I've got these arrangements, in one form or another, on five ukuleles of various sizes and a short-scale nylon-strung guitar and it's fine on all of them. I've used more conventional straps on my other guitars, mandolin/mandola and banjo either for comfort with the weight of the heavier instruments or just because I already had the straps to be used. I'd have no reservation recommending/using the decorative cord on any lightweight instrument :)

YMMV but enjoy the journey ;)

Ukejenny
10-10-2014, 02:01 PM
I would love to see photos of how you have the chord tied on. I use nylon twine for knotted prayer beads and I bet it would work great for the same purpose. I used to order my twine from FNT Industries - but they are out of business now. I did find this, however. http://divinetwine.blogspot.com

Ukejenny
10-10-2014, 02:03 PM
I've been using decorative cord for instrument straps for well over a year now. I've mentioned it in several other postings ... not that that's of any consequence!

I started by whipping a loop to fit snugly on the end-pin and using a length of bootlace at the machine head end, then I moved on to passing the cord itself under the strings between the machine heads. On some installations I use a piece of tubing for minor adjustment, as in : pass cord through tubing, around machine head, then back through tube. Dimensions of tube will depend on dimensions of cord, obviously. The tubular top off a ballpoint pen with the end cut off works for me ... else a small buckle from a handbag strap or similar (I found one lying on the ground in a car-park)! The very end of the cord has also been whipped to prevent fraying and make it easier to thread under the strings and through the tube/buckle.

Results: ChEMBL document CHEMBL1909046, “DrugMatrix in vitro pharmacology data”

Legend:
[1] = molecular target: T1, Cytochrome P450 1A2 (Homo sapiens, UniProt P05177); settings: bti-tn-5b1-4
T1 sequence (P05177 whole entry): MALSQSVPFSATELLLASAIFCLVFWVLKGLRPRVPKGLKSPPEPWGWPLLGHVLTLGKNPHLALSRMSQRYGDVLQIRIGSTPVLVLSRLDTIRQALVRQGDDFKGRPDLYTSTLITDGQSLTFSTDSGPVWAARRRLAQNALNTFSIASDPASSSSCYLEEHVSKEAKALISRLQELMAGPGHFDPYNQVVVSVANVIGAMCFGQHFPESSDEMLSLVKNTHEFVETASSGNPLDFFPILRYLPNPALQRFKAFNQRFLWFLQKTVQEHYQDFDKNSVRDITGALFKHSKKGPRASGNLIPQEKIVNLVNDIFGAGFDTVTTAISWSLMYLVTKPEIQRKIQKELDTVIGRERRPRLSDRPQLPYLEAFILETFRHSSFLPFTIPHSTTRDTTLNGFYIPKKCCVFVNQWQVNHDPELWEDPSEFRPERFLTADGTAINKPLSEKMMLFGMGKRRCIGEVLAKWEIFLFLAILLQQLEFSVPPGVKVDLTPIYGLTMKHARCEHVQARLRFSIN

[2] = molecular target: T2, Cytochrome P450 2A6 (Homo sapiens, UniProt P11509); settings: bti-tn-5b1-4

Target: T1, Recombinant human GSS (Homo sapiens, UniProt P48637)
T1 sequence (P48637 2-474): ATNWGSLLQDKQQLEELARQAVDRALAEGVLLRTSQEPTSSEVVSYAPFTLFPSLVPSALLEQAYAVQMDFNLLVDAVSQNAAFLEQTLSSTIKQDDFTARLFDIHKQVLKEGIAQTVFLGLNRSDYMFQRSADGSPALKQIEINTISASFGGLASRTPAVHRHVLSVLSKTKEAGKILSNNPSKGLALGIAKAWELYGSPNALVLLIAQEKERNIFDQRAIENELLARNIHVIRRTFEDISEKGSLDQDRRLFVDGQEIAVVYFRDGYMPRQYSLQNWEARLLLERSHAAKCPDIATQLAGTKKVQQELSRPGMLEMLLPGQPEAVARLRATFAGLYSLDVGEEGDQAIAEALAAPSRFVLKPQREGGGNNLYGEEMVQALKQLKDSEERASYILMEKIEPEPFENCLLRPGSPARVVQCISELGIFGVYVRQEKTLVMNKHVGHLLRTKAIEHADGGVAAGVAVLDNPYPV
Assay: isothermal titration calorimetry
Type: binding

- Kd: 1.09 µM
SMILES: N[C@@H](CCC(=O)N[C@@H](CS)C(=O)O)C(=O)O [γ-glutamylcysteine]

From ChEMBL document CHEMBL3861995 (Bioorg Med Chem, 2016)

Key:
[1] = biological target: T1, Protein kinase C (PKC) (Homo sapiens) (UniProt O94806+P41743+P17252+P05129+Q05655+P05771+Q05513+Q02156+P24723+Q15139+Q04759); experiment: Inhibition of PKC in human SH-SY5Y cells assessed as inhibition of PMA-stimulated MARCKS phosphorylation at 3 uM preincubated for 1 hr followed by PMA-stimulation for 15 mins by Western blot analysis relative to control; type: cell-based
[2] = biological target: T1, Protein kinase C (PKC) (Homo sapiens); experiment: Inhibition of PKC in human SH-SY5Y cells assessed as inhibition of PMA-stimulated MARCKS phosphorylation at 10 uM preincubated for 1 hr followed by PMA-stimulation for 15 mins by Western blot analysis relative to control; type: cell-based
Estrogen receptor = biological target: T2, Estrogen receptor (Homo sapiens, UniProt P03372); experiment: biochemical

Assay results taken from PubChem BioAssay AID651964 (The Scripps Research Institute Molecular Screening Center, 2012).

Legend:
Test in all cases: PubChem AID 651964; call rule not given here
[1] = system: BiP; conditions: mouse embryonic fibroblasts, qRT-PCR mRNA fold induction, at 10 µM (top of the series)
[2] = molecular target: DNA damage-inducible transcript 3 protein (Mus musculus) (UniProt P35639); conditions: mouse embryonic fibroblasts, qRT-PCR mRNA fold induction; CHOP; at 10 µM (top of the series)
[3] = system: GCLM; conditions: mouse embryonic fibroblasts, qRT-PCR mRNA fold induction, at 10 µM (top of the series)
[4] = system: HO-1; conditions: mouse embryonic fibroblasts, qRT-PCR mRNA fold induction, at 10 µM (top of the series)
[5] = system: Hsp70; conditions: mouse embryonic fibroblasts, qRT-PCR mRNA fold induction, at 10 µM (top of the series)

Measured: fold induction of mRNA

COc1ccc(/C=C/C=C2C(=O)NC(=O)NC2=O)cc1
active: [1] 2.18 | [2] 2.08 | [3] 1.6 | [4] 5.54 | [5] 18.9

The super-de-luxe ultimate custom-fit version has a spliced loop at both ends, a small loop for the end pin (obviously ... a bit of extra whipping was needed here to tighten the loop) and a larger loop under the strings around the machine head. All looks very smooth, but actually having no adjustment means it's only really perfect if I'm wearing just a shirt!

I've got these arrangements, in one form or another, on five ukuleles of various sizes and a short-scale nylon-strung guitar and it's fine on all of them. I've used more conventional straps on my other guitars, mandolin/mandola and banjo either for comfort with the weight of the heavier instruments or just because I already had the straps to be used. I'd have no reservation recommending/using the decorative cord on any lightweight instrument :)

YMMV but enjoy the journey ;)

If you have any photos, please share them. I have some nylon cord here and I'm in the mood to try something! I have a uke leash right now.

UkerDanno
10-10-2014, 02:17 PM
sounds painful to me, but congrat's on rediscovering the hitch knot, hopefully you'll find more uses for it in the near future!

coolkayaker1
10-10-2014, 06:46 PM